The best and easiest way to use go2rtc inside the Home Assistant is to install the custom integration WebRTC Camera and custom lovelace card.

But go2rtc is also compatible and can be used with RTSPtoWebRTC built-in integration.

You have several options on how to add a camera to Home Assistant:

  1. Camera RTSP source => Generic Camera
  2. Camera any source => go2rtc config => Generic Camera
    • Install any go2rtc
    • Add your stream to go2rtc config
    • Hass > Settings > Integrations > Add Integration > ONVIF > Host:, Port: 1984
    • Hass > Settings > Integrations > Add Integration > Generic Camera > Stream Source URL: rtsp:// (change to your stream name, leave everything else as is)

You have several options on how to watch the stream from the cameras in Home Assistant:

  1. Camera Entity => Picture Entity Card => Technology HLS, codecs: H264/H265/AAC, poor latency.
  2. Camera Entity => RTSPtoWebRTC => Picture Entity Card => Technology WebRTC, codecs: H264/PCMU/PCMA/OPUS, best latency.
    • Install any go2rtc
    • Hass > Settings > Integrations > Add Integration > RTSPtoWebRTC >
    • RTSPtoWebRTC > Configure > STUN server: stun.l.google.com:19302
    • Use Picture Entity or Picture Glance lovelace card
  3. Camera Entity or Camera URL => WebRTC Camera => Technology: WebRTC/MSE/MP4/MJPEG, codecs: H264/H265/AAC/PCMU/PCMA/OPUS, best latency, best compatibility.
    • Install and add WebRTC Camera custom integration
    • Use WebRTC Camera custom lovelace card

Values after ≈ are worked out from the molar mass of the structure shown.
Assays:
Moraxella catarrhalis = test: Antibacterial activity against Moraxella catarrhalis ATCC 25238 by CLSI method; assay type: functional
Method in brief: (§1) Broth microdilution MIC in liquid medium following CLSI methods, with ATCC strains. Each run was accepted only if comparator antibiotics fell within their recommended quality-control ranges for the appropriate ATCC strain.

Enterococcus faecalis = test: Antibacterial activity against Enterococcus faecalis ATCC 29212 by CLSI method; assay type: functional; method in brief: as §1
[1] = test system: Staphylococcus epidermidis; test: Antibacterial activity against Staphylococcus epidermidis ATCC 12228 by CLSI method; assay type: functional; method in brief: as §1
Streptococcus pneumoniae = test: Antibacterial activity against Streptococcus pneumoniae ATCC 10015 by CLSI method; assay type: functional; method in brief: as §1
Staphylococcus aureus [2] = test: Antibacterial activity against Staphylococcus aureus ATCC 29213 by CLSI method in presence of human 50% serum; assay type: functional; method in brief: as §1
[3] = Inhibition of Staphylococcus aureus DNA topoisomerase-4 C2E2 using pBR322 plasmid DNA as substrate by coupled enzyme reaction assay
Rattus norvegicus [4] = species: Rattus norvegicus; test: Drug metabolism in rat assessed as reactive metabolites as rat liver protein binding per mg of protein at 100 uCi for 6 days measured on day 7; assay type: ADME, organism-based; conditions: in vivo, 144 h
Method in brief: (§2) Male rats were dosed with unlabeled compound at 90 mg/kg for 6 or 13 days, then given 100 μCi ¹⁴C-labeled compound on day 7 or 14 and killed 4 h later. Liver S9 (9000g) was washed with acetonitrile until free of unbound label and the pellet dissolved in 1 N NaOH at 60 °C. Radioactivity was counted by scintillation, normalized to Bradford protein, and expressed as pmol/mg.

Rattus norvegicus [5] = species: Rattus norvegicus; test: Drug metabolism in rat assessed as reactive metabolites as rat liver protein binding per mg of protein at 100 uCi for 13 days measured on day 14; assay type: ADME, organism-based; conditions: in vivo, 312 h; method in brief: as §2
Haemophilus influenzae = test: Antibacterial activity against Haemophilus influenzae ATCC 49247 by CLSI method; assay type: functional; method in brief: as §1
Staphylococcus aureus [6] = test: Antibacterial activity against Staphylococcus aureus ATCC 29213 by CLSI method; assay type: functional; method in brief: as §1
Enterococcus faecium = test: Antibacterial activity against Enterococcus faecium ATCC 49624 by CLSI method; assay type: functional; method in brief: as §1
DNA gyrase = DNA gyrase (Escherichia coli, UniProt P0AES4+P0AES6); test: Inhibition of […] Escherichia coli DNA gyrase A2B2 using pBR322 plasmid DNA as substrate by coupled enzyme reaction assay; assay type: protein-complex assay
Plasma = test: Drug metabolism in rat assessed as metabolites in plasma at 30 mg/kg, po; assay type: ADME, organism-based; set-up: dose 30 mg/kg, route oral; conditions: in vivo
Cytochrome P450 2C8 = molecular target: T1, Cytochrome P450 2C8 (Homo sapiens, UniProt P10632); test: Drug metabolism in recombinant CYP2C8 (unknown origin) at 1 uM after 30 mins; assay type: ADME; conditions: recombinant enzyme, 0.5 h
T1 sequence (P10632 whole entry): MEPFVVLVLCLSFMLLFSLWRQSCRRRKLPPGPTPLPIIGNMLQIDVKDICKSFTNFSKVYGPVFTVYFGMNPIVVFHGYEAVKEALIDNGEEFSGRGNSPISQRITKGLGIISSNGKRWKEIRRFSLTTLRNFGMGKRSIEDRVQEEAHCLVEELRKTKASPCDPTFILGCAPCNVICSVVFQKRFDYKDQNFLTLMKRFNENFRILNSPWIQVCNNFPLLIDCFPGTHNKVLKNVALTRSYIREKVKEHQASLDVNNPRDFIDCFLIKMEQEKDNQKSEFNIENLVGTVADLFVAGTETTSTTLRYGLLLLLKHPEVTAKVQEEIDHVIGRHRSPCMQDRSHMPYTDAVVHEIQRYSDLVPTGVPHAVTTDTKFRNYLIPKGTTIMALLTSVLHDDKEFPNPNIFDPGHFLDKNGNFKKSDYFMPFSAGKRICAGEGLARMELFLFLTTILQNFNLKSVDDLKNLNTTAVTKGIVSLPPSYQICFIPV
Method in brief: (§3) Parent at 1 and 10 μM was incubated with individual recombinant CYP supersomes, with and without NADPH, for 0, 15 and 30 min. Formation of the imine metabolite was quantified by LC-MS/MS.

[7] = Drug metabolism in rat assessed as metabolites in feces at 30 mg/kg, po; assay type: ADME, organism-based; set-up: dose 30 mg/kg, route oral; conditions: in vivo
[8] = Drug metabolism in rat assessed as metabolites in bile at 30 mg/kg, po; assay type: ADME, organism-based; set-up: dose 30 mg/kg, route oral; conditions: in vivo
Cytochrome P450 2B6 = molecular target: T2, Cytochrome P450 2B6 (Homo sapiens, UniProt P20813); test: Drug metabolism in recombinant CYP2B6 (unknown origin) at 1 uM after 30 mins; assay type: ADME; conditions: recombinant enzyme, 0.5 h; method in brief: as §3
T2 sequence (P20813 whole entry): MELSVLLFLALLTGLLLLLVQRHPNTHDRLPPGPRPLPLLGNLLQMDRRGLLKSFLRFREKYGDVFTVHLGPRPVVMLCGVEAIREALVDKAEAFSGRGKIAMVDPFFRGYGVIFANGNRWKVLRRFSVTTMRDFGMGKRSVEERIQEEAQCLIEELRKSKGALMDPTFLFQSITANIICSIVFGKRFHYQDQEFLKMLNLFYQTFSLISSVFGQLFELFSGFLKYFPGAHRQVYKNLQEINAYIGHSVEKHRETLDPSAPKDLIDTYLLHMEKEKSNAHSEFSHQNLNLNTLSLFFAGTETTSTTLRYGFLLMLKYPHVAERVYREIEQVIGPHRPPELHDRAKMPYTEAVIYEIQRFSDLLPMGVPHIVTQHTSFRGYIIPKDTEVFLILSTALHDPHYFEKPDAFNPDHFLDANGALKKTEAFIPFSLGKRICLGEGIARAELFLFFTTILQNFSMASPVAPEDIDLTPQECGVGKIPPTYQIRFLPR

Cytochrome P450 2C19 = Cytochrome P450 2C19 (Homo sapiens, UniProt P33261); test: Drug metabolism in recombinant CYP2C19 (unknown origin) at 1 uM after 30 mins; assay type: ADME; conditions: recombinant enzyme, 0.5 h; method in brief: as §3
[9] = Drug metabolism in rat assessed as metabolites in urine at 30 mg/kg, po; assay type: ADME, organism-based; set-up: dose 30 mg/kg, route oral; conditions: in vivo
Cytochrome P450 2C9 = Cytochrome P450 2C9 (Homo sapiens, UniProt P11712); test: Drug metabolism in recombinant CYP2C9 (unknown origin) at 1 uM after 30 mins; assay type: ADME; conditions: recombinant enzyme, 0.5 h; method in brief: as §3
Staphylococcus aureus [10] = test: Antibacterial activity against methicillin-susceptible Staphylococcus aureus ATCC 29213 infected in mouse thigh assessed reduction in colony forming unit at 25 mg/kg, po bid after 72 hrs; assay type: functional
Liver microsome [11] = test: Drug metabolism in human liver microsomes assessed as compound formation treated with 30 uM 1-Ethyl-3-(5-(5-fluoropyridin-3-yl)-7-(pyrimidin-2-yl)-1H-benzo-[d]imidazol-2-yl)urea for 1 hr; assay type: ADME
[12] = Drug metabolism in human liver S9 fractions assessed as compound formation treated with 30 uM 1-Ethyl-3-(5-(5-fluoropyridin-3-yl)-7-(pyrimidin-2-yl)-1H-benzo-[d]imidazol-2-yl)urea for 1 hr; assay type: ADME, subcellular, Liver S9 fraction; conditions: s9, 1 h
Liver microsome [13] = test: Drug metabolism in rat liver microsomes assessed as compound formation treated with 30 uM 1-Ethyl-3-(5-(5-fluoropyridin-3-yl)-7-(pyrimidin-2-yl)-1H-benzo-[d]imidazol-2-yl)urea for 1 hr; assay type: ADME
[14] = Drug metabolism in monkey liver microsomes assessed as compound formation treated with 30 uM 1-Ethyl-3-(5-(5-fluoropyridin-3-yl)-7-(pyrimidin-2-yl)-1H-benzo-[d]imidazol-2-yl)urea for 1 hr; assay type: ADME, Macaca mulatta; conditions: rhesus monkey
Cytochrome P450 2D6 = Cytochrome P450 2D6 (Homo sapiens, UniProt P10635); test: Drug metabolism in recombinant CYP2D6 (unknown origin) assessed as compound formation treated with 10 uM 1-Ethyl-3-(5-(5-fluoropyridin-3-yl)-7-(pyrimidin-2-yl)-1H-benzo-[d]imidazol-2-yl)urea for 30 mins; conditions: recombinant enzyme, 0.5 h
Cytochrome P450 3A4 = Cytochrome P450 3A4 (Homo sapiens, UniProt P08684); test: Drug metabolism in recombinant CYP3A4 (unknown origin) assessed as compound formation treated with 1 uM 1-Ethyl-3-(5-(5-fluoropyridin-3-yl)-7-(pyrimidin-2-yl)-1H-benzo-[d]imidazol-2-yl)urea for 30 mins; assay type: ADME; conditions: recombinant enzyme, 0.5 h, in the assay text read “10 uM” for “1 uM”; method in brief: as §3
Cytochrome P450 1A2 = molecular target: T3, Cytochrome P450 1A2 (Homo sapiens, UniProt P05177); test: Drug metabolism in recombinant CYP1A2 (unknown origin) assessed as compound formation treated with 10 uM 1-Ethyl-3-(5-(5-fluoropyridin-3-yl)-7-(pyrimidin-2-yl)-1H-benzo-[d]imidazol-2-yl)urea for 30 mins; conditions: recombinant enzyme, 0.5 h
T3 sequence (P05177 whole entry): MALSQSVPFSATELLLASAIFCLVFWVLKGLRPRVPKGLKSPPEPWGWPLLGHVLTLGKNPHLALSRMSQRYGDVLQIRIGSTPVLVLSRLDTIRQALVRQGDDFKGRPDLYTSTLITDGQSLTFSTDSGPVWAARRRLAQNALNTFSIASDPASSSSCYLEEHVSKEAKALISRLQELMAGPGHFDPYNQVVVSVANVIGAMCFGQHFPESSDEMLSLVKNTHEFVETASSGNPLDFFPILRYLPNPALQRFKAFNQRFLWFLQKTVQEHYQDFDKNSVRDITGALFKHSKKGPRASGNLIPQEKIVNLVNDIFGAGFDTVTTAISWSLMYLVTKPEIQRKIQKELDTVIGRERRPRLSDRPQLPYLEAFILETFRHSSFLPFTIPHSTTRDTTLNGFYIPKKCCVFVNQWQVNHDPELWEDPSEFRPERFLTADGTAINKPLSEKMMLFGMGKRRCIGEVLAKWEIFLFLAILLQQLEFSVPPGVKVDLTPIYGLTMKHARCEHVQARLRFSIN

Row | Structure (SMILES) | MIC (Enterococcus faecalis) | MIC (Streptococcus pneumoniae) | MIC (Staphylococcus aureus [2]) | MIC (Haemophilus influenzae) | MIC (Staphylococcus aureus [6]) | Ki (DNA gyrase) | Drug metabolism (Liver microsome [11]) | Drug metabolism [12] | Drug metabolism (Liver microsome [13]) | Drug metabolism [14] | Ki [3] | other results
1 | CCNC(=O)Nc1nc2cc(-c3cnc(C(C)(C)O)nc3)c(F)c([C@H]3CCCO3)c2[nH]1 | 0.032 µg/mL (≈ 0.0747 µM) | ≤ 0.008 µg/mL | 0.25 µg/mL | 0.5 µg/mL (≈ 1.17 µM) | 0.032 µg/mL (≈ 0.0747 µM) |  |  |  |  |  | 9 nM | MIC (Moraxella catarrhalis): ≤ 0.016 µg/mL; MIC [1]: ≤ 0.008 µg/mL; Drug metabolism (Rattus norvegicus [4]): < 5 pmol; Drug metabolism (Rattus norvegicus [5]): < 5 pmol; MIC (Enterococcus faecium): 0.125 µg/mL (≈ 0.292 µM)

You can add camera entity_id to go2rtc config if you need transcoding:

  "camera.hall": ffmpeg:{input}#video=copy#audio=opus

PS. Default Home Assistant lovelace cards don't support 2-way audio. You can use 2-way audio from Add-on Web UI. But you need use HTTPS to access the microphone. This is a browser restriction and cannot be avoided.

PS. There is also another nice card with go2rtc support - Frigate Lovelace Card.

Module: MP4

Provides several features:

  1. MSE stream (fMP4 over WebSocket)
  2. Camera snapshots in MP4 format (single frame), can be sent to Telegram
  3. HTTP progressive streaming (MP4 file stream) - bad format for streaming because of high start delay. This format doesn't work in all Safari browsers, but go2rtc will automatically redirect it to HLS/fMP4 it this case.

API examples:

  • MP4 snapshot: (H264, H265)
  • MP4 stream: (H264, H265, AAC)
  • MP4 file: (H264, H265*, AAC, OPUS, MP3, PCMA, PCMU, PCM)
    • You can use mp4, mp4=flac and mp4=all param for codec filters
    • You can use duration param in seconds (ex. duration=15)
    • You can use filename param (ex. filename=record.mp4)
    • You can use rotate param with 90, 180 or 270 values
    • You can use scale param with positive integer values (ex. scale=4:3)

Read more about codecs filters.

PS. Rotate and scale params don't use transcoding and change video using metadata.

Module: HLS

HLS is the worst technology for real-time streaming. It can only be useful on devices that do not support more modern technology, like WebRTC, MSE/MP4.

The go2rtc implementation differs from the standards and may not work with all players.

API examples:

  • HLS/TS stream: (H264)
  • HLS/fMP4 stream: (H264, H265, AAC)

Read more about codecs filters.

Module: MJPEG

Important. For stream as MJPEG format, your source MUST contain the MJPEG codec. If your stream has a MJPEG codec - you can receive MJPEG stream or JPEG snapshots via API.

You can receive an MJPEG stream in several ways:

  • some cameras support MJPEG codec inside RTSP stream (ex. second stream for Dahua cameras)
  • some cameras has HTTP link with MJPEG stream
  • some cameras has HTTP link with snapshots - go2rtc can convert them to MJPEG stream
  • you can convert H264/H265 stream from your camera via FFmpeg integraion